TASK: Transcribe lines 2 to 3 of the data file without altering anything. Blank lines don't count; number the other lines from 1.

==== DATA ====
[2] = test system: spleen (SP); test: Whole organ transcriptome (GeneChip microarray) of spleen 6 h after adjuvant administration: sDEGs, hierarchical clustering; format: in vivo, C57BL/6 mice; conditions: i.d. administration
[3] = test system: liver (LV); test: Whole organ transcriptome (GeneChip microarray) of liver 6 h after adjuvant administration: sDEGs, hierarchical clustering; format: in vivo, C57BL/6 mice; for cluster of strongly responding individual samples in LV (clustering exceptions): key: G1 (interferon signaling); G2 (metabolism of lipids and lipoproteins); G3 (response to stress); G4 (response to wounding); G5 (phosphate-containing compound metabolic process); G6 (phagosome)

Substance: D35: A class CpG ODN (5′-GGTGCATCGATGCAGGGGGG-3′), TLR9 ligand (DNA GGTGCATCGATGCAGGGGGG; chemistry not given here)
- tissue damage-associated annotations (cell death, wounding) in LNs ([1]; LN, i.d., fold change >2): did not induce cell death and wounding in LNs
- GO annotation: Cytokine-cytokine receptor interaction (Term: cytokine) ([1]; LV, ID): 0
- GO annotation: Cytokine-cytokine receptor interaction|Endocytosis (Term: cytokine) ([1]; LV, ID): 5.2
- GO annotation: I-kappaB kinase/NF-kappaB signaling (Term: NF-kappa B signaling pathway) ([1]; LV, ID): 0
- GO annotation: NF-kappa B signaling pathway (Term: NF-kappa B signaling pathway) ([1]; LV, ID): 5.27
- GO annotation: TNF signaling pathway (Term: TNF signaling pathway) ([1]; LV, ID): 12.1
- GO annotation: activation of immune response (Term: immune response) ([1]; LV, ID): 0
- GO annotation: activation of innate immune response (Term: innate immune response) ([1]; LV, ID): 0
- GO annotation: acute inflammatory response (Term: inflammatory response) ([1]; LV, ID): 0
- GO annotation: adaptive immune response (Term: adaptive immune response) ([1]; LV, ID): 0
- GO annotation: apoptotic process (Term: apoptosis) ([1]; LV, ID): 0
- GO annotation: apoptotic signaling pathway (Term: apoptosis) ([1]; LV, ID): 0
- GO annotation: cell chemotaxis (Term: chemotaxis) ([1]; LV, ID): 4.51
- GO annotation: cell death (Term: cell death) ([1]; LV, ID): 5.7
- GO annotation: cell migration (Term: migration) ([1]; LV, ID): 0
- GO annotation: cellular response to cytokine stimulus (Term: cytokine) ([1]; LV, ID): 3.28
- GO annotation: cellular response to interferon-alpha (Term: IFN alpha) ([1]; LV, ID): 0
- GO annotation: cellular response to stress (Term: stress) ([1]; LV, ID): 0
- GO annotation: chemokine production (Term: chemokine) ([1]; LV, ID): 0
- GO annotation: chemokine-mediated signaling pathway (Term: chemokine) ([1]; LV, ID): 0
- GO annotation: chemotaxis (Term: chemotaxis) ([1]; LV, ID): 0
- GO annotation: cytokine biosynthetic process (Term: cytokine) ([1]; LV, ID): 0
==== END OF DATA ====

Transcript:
[3] = test system: liver (LV); test: Whole organ transcriptome (GeneChip microarray) of liver 6 h after adjuvant administration: sDEGs, hierarchical clustering; format: in vivo, C57BL/6 mice; for cluster of strongly responding individual samples in LV (clustering exceptions): key: G1 (interferon signaling); G2 (metabolism of lipids and lipoproteins); G3 (response to stress); G4 (response to wounding); G5 (phosphate-containing compound metabolic process); G6 (phagosome)

Substance: D35: A class CpG ODN (5′-GGTGCATCGATGCAGGGGGG-3′), TLR9 ligand (DNA GGTGCATCGATGCAGGGGGG; chemistry not given here)